These are my Jumptags for September 4th

These are my Jumptags for July 22nd

Wikipedia defines cognitive load as “the load on working memory during instruction.” I usually refer to it this way: If your working memory is a bucket, then it can only hold so much stuff. So, filling up your bucket with unnecessary or unimportant stuff, leave less space for the critical stuff and the processing space necessary to work on it.

Rusy Old Bucket
Creative Commons License photo credit: Erlomo

Extraneous cognitive load then is bad all around. It’s not good cognitive load. It doesn’t help you learn. It doesn’t help you process. It doesn’t help you remember. It doesn’t even relate to the learning content in most cases. Instead, it fills up your bucket —read “increases cognitive load.”

One of the most obvious examples of extraneous cognitive load is poor interface usability. When we design a graphical user interface, poor usability forces the learner (user) to have to think about the interface. That is, they have to think about how to interact with the system. When they have to think, the bucket starts getting filled up. If some function in the interface doesn’t behave the way a learner expects it to, then the learner has to think about why and how do I do what I want to do. Working memory continues to be loaded.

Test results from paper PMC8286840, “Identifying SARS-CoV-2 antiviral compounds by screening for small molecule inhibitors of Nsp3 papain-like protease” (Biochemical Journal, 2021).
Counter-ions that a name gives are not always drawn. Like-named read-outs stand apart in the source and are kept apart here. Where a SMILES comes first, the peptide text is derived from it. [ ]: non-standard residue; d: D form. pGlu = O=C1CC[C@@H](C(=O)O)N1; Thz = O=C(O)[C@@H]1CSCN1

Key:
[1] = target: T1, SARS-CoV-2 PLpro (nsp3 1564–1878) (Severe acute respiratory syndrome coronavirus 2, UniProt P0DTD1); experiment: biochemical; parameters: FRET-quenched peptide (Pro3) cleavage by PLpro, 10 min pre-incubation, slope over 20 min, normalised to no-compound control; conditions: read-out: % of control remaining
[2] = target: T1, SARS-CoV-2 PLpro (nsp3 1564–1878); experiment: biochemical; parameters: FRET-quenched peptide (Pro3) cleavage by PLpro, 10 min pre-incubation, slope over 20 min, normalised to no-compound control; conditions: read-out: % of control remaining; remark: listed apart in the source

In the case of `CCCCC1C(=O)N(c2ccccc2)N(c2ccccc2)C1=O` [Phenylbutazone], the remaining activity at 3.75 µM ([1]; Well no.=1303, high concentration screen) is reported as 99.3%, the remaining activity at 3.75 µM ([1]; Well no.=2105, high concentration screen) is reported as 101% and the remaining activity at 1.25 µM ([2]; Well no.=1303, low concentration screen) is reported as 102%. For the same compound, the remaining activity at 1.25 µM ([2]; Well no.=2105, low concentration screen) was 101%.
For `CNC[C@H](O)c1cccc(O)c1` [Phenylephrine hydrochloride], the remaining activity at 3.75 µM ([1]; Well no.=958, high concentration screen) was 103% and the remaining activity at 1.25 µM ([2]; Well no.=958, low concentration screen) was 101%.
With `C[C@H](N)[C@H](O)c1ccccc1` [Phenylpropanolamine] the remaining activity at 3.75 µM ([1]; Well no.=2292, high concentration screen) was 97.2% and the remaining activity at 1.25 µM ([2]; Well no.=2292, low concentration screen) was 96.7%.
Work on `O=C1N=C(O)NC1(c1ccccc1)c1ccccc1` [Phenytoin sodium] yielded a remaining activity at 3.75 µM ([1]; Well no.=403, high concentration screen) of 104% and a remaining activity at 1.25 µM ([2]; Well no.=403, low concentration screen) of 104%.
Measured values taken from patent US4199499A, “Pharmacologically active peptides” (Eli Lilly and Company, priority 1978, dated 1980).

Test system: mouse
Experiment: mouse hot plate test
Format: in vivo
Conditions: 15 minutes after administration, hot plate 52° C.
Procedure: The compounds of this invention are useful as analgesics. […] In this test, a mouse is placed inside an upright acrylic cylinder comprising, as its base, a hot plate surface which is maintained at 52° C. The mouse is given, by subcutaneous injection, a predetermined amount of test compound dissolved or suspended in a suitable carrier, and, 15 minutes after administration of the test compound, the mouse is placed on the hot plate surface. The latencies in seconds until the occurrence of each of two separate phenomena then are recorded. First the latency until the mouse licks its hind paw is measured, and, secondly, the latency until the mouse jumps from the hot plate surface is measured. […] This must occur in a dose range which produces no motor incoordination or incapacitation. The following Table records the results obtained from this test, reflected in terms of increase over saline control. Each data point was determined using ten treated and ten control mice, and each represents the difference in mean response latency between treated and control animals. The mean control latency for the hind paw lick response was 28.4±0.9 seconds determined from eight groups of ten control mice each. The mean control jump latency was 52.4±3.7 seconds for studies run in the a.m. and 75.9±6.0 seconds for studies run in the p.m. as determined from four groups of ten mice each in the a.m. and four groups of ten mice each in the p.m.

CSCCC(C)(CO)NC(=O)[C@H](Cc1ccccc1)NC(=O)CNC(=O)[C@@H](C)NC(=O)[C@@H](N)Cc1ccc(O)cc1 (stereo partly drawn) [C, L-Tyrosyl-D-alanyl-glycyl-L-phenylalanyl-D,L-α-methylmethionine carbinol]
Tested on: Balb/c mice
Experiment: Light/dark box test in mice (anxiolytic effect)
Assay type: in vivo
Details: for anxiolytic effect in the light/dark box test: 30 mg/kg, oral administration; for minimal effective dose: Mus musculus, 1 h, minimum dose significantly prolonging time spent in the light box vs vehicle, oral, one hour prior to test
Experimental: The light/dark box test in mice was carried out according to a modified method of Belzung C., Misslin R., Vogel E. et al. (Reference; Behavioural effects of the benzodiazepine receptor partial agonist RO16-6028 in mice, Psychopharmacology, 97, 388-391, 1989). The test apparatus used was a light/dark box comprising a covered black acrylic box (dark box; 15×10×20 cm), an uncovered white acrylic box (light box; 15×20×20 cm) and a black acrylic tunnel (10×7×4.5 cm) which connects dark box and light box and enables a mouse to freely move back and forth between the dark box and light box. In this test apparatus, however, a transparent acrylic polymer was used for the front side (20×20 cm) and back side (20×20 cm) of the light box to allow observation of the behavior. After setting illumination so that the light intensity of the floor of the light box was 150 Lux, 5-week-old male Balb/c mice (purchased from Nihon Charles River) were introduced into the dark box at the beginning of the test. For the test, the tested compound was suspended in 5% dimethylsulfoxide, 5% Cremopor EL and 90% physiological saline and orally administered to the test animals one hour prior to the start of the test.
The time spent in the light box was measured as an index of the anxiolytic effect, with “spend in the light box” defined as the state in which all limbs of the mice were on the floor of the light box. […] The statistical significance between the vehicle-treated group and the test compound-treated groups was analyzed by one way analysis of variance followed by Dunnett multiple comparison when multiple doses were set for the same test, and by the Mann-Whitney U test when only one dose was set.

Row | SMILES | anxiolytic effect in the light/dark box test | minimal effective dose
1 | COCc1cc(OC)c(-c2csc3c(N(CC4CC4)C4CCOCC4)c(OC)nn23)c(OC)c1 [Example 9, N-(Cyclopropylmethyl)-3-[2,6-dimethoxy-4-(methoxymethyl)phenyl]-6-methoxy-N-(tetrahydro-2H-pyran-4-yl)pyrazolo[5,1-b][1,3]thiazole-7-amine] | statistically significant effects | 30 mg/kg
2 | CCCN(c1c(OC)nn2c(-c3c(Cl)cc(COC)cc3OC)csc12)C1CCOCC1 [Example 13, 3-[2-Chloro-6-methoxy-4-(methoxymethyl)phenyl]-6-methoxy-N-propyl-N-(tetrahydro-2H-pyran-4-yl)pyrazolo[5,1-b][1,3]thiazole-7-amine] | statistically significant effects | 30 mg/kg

Some examples might be in order here. I have seen other university faculty members’ courses that have animations (notice the plural), hyperlinks and supposedly “cute” graphics all on the same single web page. Admittedly, this is amateurish by professional standards. However, for me, the more serious offense is the inconsideration of what it means for learning and cognitive load. Taking a suggestion from “Web Pages that Suck,” a 2008 winner was the Burlington National UFO Center. Similarly, HavenWorks also has created an extraneous cognitive overload with poor layout, organization and unimportant elements. Admittedly, neither of these two sites are strictly instructional and I would never expect any corporate instructional designer to produce this type of development. However, the fact that these pages still exist confirm that learning and utility take a backseat to inexperience.

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